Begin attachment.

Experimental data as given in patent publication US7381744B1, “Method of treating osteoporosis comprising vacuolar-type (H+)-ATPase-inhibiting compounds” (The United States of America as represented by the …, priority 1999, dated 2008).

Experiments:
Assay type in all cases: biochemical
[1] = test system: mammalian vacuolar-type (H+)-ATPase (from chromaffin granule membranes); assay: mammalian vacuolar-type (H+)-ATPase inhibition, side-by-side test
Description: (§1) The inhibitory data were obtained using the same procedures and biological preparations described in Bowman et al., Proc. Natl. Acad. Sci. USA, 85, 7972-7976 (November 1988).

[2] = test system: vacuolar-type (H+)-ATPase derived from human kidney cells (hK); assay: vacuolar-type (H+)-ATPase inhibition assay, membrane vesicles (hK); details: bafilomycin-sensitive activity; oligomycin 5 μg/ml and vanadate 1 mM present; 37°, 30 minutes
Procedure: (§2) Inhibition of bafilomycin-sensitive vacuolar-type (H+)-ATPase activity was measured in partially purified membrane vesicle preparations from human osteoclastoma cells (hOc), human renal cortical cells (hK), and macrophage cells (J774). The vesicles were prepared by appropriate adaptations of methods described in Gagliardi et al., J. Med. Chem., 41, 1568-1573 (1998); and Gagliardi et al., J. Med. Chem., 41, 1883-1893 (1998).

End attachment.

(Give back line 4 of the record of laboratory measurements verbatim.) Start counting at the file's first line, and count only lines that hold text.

[1] = test system: mammalian vacuolar-type (H+)-ATPase (from chromaffin granule membranes); assay: mammalian vacuolar-type (H+)-ATPase inhibition, side-by-side test